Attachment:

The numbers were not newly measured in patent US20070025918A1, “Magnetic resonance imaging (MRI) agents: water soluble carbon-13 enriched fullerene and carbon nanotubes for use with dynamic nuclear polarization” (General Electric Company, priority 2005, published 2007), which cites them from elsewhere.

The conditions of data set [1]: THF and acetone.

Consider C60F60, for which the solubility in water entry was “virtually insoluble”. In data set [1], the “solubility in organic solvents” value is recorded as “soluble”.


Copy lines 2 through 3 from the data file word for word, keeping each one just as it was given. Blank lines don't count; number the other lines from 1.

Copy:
The conditions of data set [1]: THF and acetone.

Consider C60F60, for which the solubility in water entry was “virtually insoluble”. In data set [1], the “solubility in organic solvents” value is recorded as “soluble”.